The engineer behind the R 230 series of the SL

Frank Knothe

Born on: 24 February 1942 in Dresden

In the course of his career as an engineer, Frank Knothe has worked on numerous Mercedes-Benz passenger-car model series. He directed the development of the SL and SLK model series and also worked on the SLR. He retired in 2006.

Dresden-born Frank Knothe studied at the Technical University in Karlsruhe, graduating as an engineer in 1966. That same year he began to work at Daimler-Benz AG. He was particularly interested in fluid-flow machines; that he ended up not just working with cars, but with sports cars in particular, exerted a strong influence on his professional life right up to the end of his active career.

His first contact with the SL series was in the late sixties with the installation of the M 130 2.8-litre injection engine in the W 113‑series SL (the “Pagoda”), a change that caused it to mutate from 250 SL to 280 SL. At this time he frequently met the almost legendary Head of Passenger Cars Development, Rudolf Uhlenhaut – a boss who Knothe recognises had a gift for evaluating motor cars and whom he describes as a brilliant engineer, yet wholly unpretentious in his manner.

Work on four generations of the SL and at the start of the fifth was always one of Knothe’s core tasks, apart from his responsibilities for other model series such as the S-Class and, from the early 1990s, the SLK, too. It thus comes as no surprise that Knothe always vehemently objected to the notion that the SL was a two-seater cabriolet. For him the SL was always a dynamic roadster combining high emotive appeal with long-distance comfort.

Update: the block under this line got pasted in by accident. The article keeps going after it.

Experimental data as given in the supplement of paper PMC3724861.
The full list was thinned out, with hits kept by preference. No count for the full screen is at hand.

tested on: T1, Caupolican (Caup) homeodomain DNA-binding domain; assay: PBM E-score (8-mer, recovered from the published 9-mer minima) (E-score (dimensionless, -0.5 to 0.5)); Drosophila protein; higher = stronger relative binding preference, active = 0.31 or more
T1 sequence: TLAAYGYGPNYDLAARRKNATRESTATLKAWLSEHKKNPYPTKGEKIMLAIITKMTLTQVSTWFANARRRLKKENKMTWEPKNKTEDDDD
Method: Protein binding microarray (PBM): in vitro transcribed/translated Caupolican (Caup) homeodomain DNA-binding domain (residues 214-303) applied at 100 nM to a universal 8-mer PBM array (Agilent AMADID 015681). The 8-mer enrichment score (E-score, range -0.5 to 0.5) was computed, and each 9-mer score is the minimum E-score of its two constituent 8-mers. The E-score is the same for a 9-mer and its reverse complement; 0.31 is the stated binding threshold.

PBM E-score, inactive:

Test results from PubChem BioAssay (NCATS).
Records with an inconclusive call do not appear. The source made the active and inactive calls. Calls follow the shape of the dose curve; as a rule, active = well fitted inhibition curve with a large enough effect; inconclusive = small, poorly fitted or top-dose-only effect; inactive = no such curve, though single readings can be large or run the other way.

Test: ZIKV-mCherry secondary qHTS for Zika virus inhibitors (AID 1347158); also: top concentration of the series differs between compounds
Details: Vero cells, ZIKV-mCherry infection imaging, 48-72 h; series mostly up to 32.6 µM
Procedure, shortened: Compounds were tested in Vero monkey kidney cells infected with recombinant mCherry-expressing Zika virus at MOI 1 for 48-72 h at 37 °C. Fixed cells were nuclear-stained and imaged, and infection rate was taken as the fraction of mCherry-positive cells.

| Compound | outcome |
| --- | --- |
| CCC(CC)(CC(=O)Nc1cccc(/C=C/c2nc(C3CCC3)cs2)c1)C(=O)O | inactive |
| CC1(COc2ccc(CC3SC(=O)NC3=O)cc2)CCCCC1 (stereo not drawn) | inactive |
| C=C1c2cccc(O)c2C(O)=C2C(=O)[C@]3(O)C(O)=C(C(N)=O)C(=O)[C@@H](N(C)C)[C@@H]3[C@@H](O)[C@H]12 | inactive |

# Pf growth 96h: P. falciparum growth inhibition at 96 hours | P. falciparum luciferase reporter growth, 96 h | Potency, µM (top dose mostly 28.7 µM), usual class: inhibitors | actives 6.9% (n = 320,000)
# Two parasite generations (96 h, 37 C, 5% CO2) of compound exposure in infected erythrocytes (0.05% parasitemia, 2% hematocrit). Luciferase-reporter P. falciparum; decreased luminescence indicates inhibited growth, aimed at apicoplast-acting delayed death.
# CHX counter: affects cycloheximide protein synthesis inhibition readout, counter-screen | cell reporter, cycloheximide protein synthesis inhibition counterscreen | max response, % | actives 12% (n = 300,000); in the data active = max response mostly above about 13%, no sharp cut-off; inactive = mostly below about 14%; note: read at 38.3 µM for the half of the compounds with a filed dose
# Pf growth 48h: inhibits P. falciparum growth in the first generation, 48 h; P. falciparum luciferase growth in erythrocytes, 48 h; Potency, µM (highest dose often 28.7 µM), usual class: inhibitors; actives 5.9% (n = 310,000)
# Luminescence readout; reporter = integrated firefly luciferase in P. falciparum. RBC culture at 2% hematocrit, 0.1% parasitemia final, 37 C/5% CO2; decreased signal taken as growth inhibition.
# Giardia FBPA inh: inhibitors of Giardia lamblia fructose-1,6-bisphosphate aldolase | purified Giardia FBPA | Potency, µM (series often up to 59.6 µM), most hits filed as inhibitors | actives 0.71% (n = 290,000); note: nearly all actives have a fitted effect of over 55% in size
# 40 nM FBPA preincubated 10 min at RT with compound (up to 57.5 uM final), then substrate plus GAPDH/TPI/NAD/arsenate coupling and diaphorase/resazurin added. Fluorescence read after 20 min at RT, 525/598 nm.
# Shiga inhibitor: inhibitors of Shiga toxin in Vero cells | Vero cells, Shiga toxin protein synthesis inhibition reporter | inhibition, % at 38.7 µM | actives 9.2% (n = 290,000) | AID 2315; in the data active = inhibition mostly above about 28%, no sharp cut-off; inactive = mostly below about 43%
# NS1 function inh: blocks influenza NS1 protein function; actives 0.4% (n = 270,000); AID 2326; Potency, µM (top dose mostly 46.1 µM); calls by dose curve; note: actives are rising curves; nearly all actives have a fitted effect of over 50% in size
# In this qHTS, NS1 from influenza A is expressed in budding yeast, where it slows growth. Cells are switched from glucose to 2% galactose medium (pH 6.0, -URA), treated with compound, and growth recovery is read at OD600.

Knothe sees the development of the R 230 series of the SL as the most interesting and successful of the projects for which he was responsible. This series was launched in 2001 and continued until 2011.

Having been able to successfully tackle the conflict of objectives arising from the requirements of the specification document, e.g. improvement of spatial and seating conditions as well as enhanced bodywork rigidity combined with simultaneous weight reduction and improvement of the car’s handling dynamics – is something that gave Knothe a lasting feeling of satisfaction and happiness.

In addition to the already-mentioned requirements, a further increased level of passive and active safety systems was also called for; this, however, was hard to provide as it was difficult to improve on the preceding model series (R 129 series, 1989 to 2001), which had already set new standards of passive safety.

Frank Knothe still remembers with pride “his” R 230 series, even though he never words it like that and always speaks of “us” when talking about his activities in his team. Until the end of his active career on 31 December 2006 he was Head of Development of the SL and SLK model series, after which he continued working on the Mercedes-Benz SLS AMG in an advisory role – a task that makes his bright eyes light up as he recalls.

His fascination and enthusiasm for roadster driving, if possible open‑top, is shown by the presence in Knothe’s garage of a Mercedes-Benz 300 SL of the R 107 series (1971 to 1989) and an Austin-Healey 100/6 BN6, truly two opposites. But maybe not for Knothe, who managed to skilfully reconcile a great many apparent contradictions in the course of his career.

Related Articles

Back to top button